Active Directory Architecture: Real World Site Link Benefits & Configuration

I rarely used site links until recently, as the majority of my customers had a single site and didn’t need them. When I did need them, I was only proficient with the basics of setting up Active Directory Sites and, by extension, Active Directory Site Links.

Recently, Site Links have become a major part of my life. Seems silly, I know, but when you’re dealing with a global network with thousands of users and hundreds of servers, it’s critical to get them right and to maintain them. Site Links are definitely not fire and forget. Bandwidth and latency change over time, and it’s important to revisit them every quarter.

I’m faced with an interesting challenge because, due to uber-high security, I’m not “in the know” when it comes to how each physical site is connected to the rest of the network. I’ve been told “it’s sufficient” and little else. So, I had to figure it out on my own. More on that in a minute.

As a refresher, I want to be sure and cover what a site is exactly in Active Directory as well as define a site link.

On the surface, it’s actually very simple. In Active Directory Sites & Services, you create a subnet and then create a site, assigning that subnet to a site which is generally (but not always) related to a physical site. Once you have a site set up, you assign domain controllers to sites. All other servers and workstations then know (via the subnet) which domain controllers they should authenticate against.

Site Links are also created in Active Directory Sites & Services and provide information as to how and when the Active Directory database should be copied.

When you’re dealing with thousands and thousands of computer objects, your Active Directory database can get quite large and probably changes more often than you would think (a LOT of information that changes often is stored in Active Directory and it’s getting more robust as Microsoft transitions more and more data to Active Directory). That large database needs to be copied (often) to all other domain controllers in your domain. If you have lots of sites, you should have lots of domain controllers, and that’s a lot or replication.

Windows Active Directory does set up default site connectors, but they are worthless as they do not take into account latency or bandwidth between sites which just encourages chaos.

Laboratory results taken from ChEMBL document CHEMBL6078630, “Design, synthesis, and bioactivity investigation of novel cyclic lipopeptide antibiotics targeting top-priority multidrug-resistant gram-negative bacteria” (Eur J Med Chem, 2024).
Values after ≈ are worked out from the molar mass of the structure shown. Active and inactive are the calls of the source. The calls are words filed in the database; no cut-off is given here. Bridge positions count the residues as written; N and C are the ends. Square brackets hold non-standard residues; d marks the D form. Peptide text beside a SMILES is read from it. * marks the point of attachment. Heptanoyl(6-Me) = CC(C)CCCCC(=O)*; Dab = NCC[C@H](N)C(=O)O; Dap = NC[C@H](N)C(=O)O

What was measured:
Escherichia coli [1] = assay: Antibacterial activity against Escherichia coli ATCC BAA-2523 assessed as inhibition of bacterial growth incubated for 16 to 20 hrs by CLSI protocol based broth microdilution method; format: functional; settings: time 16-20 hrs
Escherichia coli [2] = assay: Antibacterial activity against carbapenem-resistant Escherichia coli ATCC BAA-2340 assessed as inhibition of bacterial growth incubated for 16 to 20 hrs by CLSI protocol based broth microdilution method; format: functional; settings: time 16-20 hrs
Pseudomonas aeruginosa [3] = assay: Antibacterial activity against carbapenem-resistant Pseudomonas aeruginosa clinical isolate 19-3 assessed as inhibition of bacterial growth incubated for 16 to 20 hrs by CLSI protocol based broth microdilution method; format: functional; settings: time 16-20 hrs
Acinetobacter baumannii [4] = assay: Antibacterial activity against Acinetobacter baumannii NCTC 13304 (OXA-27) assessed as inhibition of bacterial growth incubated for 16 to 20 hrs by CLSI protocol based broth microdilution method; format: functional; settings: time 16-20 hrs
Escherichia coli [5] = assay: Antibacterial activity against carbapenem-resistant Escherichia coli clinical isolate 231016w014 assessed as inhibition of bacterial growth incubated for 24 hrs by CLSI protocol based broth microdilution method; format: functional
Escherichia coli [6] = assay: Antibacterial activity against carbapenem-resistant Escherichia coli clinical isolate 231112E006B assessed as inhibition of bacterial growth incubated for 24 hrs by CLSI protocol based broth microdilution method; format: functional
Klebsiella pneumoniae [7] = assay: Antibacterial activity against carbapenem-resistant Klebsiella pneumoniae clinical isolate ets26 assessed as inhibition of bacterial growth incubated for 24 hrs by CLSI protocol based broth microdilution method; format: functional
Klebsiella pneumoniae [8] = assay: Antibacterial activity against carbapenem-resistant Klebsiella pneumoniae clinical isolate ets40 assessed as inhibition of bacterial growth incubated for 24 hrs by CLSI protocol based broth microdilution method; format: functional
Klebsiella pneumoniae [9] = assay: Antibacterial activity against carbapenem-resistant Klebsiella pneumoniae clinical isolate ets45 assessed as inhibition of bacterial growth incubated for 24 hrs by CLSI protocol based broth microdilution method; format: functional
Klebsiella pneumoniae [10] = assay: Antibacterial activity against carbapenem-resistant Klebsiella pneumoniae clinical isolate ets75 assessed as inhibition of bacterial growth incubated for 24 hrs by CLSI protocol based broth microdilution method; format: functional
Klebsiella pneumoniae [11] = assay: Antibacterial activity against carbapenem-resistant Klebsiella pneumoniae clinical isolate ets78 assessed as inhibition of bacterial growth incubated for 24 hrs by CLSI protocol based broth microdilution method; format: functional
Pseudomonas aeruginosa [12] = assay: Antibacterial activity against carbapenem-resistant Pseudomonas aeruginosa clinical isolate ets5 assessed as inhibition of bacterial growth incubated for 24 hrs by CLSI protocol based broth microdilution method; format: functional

With Site Links though, you are able to direct that replication so that it happens when and how you want it to happen.

Back to the network I am currently working with. We don’t know what my bandwidth between sites is, and I don’t know what kind of media it rides on or how it gets there… that’s top secret info, even if we do think we need to know to do our job right.

So, we had to improvise. We simply logged on to each DC and pinged all other DC’s and recorded the latency, making a manual Visio map (did I mention we also cannot install any third party software, so we’re kind of stuck with what is built in to Windows). After that, we did tracert’s between all sites to get an idea of the how traffic was routed. Finally, we did some arbitrary data copies between DCs to get an idea of how much bandwidth we were dealing with.

It’s messy, but it works in a pinch when you can’t get details as to bandwidth, latency, media or even if you’re dealing with a carrier or a private network.

Now that we know what servers talk to each other best, we can set up our Site Links. Site Links are actually quite simple to set up, you simply specify two servers and the “cost” of that connection. The lower the cost, the more likely Windows will elect to use that link when replicating Active Directory Changes. In addition, you can specify a schedule as to when information is replicated. You don’t want it so often that it chokes the network, but you don’t want it so seldom that it presents an unacceptable security risk.

So, say you had multiple sites in the US, Japan, Germany, Guam, Columbia and some parts of Asia with lots of sand. All of those sites connect to each other with different degrees of latency and bandwidth. Germany & the US connect nice and quick, but Asia is a slow, slow link (probably satellite) to Asia, but some sites in Asia actually connect reasonably fast to one another, just not outside the country.

With a Site Link then, we can replicate changes to one domain controller in Asia, and then set up Site Links so that all other domain controllers in Asia first attempt to get their replica’s from that primary site. This allows the Active Directory architect to intelligently route what can be significant traffic along the most efficient route.

Now, multiply that times dozens and dozens of sites and you can see how even a small mistake could result in choking off parts of the network every time Active Directory replication occurs, just like clockwork.

In summary, never underestimate any part of a Windows Active Directory network or assume that “out-of-the-box” is just fine. It’s not… you really, really need to pay attention to the details in order to ensure proper operation, security and service availability.

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